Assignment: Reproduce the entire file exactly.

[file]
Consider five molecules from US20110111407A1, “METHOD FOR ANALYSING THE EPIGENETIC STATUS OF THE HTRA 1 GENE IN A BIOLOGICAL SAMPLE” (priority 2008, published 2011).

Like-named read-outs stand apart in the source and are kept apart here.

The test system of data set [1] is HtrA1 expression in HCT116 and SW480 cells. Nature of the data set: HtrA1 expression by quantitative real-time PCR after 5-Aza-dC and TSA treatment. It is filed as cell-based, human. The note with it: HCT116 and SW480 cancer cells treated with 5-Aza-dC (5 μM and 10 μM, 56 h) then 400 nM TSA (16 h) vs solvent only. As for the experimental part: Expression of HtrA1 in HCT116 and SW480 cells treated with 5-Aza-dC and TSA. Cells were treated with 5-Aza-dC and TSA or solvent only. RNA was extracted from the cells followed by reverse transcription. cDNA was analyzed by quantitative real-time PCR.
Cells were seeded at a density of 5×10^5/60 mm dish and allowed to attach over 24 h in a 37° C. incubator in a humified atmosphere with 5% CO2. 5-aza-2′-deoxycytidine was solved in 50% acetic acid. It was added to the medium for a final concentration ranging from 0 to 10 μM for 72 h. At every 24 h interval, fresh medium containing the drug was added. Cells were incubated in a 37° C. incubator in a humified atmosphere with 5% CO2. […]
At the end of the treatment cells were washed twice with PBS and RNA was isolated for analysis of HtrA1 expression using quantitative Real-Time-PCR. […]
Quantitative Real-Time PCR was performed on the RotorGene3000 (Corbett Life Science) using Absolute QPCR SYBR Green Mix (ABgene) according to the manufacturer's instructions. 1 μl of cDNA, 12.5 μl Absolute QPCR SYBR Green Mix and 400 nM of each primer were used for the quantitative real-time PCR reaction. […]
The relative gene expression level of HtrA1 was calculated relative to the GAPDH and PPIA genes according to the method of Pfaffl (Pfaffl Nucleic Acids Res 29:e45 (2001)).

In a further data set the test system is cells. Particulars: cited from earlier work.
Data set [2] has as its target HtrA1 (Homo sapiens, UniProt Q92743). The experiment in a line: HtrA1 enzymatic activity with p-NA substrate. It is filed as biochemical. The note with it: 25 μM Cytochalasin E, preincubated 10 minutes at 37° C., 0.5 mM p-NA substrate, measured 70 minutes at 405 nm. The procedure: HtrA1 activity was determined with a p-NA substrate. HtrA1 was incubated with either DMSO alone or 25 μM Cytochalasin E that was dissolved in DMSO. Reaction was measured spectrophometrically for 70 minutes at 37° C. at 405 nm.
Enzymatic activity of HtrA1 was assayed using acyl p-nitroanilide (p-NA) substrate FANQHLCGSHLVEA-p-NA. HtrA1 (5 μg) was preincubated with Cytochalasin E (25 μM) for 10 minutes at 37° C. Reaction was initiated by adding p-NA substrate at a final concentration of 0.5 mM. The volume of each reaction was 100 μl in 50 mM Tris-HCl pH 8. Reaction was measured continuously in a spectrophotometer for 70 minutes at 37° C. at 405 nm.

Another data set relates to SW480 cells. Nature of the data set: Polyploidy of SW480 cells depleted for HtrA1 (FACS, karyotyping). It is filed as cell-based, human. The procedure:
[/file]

Consider five molecules from US20110111407A1, “METHOD FOR ANALYSING THE EPIGENETIC STATUS OF THE HTRA 1 GENE IN A BIOLOGICAL SAMPLE” (priority 2008, published 2011).

Like-named read-outs stand apart in the source and are kept apart here.

The test system of data set [1] is HtrA1 expression in HCT116 and SW480 cells. Nature of the data set: HtrA1 expression by quantitative real-time PCR after 5-Aza-dC and TSA treatment. It is filed as cell-based, human. The note with it: HCT116 and SW480 cancer cells treated with 5-Aza-dC (5 μM and 10 μM, 56 h) then 400 nM TSA (16 h) vs solvent only. As for the experimental part: Expression of HtrA1 in HCT116 and SW480 cells treated with 5-Aza-dC and TSA. Cells were treated with 5-Aza-dC and TSA or solvent only. RNA was extracted from the cells followed by reverse transcription. cDNA was analyzed by quantitative real-time PCR.
Cells were seeded at a density of 5×10^5/60 mm dish and allowed to attach over 24 h in a 37° C. incubator in a humified atmosphere with 5% CO2. 5-aza-2′-deoxycytidine was solved in 50% acetic acid. It was added to the medium for a final concentration ranging from 0 to 10 μM for 72 h. At every 24 h interval, fresh medium containing the drug was added. Cells were incubated in a 37° C. incubator in a humified atmosphere with 5% CO2. […]
At the end of the treatment cells were washed twice with PBS and RNA was isolated for analysis of HtrA1 expression using quantitative Real-Time-PCR. […]
Quantitative Real-Time PCR was performed on the RotorGene3000 (Corbett Life Science) using Absolute QPCR SYBR Green Mix (ABgene) according to the manufacturer's instructions. 1 μl of cDNA, 12.5 μl Absolute QPCR SYBR Green Mix and 400 nM of each primer were used for the quantitative real-time PCR reaction. […]
The relative gene expression level of HtrA1 was calculated relative to the GAPDH and PPIA genes according to the method of Pfaffl (Pfaffl Nucleic Acids Res 29:e45 (2001)).

In a further data set the test system is cells. Particulars: cited from earlier work.
Data set [2] has as its target HtrA1 (Homo sapiens, UniProt Q92743). The experiment in a line: HtrA1 enzymatic activity with p-NA substrate. It is filed as biochemical. The note with it: 25 μM Cytochalasin E, preincubated 10 minutes at 37° C., 0.5 mM p-NA substrate, measured 70 minutes at 405 nm. The procedure: HtrA1 activity was determined with a p-NA substrate. HtrA1 was incubated with either DMSO alone or 25 μM Cytochalasin E that was dissolved in DMSO. Reaction was measured spectrophometrically for 70 minutes at 37° C. at 405 nm.
Enzymatic activity of HtrA1 was assayed using acyl p-nitroanilide (p-NA) substrate FANQHLCGSHLVEA-p-NA. HtrA1 (5 μg) was preincubated with Cytochalasin E (25 μM) for 10 minutes at 37° C. Reaction was initiated by adding p-NA substrate at a final concentration of 0.5 mM. The volume of each reaction was 100 μl in 50 mM Tris-HCl pH 8. Reaction was measured continuously in a spectrophotometer for 70 minutes at 37° C. at 405 nm.

Another data set relates to SW480 cells. Nature of the data set: Polyploidy of SW480 cells depleted for HtrA1 (FACS, karyotyping). It is filed as cell-based, human. The procedure: